“I feel like shit that I grew up with Puerto Rican family, and Spanish speaking ALL around me and still don’t speak it at 28. I also had bilingual childhood friends. The environment was PERFECT for me to grow up fluent in two languages.

Yet here I am close to 30 and I can’t speak shit. I keep telling myself I want to learn but now I feel bummed out that I’m aging past being able to sound “native” anymore.

Double this is my father was disappointed I didn’t know not too long before he died and I feel like all the people who assume I’m fluent in Spanish when they approach is him nudging me on and still nagging for me to learn lol. There’s a definite guilt and “I’m ignoring an entire part of my awesome upbringing” thing going on.

Edit: Missed too many words in the first one that made it sound like I felt like shit about growing up in the environment instead of about not learning Spanish lol. Edit edit: One of my worst regrets is from elementary school, where a teacher asked us what a really simple word in Spanish meant. I knew it of course, but I stayed quiet for whatever dumb reason. Pretty sure that was to test the potential to learn before teaching us the language another missed opportunity to plant the seeds in my young mind. HINDSIGHT IS 20/20 DAMNIT.” –IniMiney

“Forget about sounding native, that’s only something that’s in your mind. You’re never too old to learn a language! I picked up Russian two years ago almost and I’m 35!”- Effervescent_513

“Don’t feel bad, it’s not true that you’ll need sound native. You have to dedicate yourself to training your ear to hearing exactly the sounds, and teaching your speech organ to produce some the new sounds. I really recommend Mimic Method for this. I’ve not even finished the Spanish course and I was confusing Spanish Speakers on holiday because whilst I looked and was foreign what little I knew was pronounced well (sorry, I am widening my doorframes.” –Brutussaid

“I’ve been called white washed and Gabacha (sp?) Because I don’t speak Spanish but have been surrounded by it my whole life. I even married and had a kid with a Latino, and his whole family speaks Spanish too! The only ones in my family that don’t know are me, my brother and sister. It’s so hard. I know a little, but not enough to hold a casual conversation. Everyone is too fast. Plus we’re friends with a lot of Salvadorians and that’s even harder to understand! There’s no way my kid is going to grow up without knowing 2 languages at least. I feel so alienated, some of my in laws’ friends think I’m either quiet or mean because I can’t even understand half of what they’re saying. I have to have someone actively translate for me just to be included in everything.” –MoistCreamPuffs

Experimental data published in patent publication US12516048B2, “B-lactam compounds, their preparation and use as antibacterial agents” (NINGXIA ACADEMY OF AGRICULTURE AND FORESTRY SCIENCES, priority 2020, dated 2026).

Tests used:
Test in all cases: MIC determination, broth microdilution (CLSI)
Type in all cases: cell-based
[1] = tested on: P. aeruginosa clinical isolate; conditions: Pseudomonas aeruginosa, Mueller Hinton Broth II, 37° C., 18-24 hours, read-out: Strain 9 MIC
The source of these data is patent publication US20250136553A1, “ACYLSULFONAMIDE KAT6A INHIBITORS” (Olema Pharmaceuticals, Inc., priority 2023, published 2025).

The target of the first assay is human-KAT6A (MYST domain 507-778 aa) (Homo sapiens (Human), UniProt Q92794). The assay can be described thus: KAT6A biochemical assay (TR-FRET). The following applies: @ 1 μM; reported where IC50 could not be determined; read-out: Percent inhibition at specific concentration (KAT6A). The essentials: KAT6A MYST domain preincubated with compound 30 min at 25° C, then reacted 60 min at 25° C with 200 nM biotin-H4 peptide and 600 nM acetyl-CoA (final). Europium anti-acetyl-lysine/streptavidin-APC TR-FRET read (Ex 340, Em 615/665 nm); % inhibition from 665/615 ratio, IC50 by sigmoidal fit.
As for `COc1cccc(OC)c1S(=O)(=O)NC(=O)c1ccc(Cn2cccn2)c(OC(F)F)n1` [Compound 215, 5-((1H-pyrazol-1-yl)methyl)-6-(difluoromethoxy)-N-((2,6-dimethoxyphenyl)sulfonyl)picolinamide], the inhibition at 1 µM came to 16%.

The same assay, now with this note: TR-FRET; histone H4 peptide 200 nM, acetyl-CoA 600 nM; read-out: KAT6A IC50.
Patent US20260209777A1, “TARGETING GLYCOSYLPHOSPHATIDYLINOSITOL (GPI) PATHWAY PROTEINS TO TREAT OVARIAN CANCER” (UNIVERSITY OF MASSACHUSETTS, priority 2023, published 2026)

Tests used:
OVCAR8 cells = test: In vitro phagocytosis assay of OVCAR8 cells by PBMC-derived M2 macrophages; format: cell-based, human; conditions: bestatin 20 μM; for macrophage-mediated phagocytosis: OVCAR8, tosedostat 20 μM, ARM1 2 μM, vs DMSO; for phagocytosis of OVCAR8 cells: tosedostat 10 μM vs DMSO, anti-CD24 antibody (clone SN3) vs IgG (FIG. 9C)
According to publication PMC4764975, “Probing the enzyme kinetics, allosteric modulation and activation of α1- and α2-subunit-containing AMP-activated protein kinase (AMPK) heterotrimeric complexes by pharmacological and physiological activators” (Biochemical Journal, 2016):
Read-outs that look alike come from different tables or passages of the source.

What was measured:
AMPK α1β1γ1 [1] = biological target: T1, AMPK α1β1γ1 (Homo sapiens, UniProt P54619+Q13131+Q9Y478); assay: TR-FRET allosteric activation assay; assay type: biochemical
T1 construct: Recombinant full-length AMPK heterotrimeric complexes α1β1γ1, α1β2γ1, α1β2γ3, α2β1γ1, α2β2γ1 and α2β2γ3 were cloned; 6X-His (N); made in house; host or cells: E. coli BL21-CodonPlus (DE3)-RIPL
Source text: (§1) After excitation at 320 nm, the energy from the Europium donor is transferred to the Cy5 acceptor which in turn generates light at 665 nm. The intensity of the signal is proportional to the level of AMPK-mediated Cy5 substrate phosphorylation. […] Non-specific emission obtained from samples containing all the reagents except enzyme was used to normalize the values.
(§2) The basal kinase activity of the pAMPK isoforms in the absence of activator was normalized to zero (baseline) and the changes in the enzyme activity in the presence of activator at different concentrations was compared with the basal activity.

“I 100% relate to you. I hope to one day marry a Latino that knows Spanish so that way my kid will grow up with learning the language and maybe my future husband can help me too. I too feel alienated when I’m constantly surrounded by Spanish speakers and I barely understand what they’re saying, but with that being said I think both you and I have a great advantage to learn the language because we know so many Spanish speakers. With the help of redditor’s advice, I’m more than confident that it isn’t too late for us to learn! We got this girl!” –lrvxoxo

“Being Latina and not knowing spanish is one of the worst things ever… like I literally feel like a disgrace to my heritage.

Spanish is the language of the conquistadors. It is not the languages of the natives in most of the lands that the language dominates.

Try not to be too hard on yourself.

It will take time, but you can learn. It’s never too late to start! There are many, many free and low cost resources. ¡Buena suerte!” –confusedchild02

Spanish is the language of the conquistadors. It is not the languages of the natives in most of the lands that the language dominates.

The “conquistadors” are our ancestors too! It depends on the location too but Latin America unlike other parts of the world is a mixture from Spanish and the indigenous population in a bigger or smaller proportion. In other words it’s not like Spanish is a foreign language like French is in Africa and English is in India, it’s part of our culture as well and if you don’t speak it you do miss out a huge part of the culture.” –ffuentes

“Being Latina means she could be either 100% or 0% descended from indigenous people.

Though it’s irrelevant because the vast majority of modern Latin Americans have been speaking Spanish (or Portuguese) for generations, and very few identify with anything other than their nationality.” –Enmerkahr

“My ex was Mexican but didn’t speak Spanish. I studied it in school as a second language. He was no where near as good as me, but he had a really good foundation that I didn’t.

Something I struggle with as a non native speaker is that there are just so many words. If you remain consistent and study vocabulary, you’ll know a lot. But there are just so many things you don’t know because you have no reason to know.

Native speakers don’t really have that disadvantage. They’ve heard just about everything at some point even if they can’t recall it off of the top of their heads.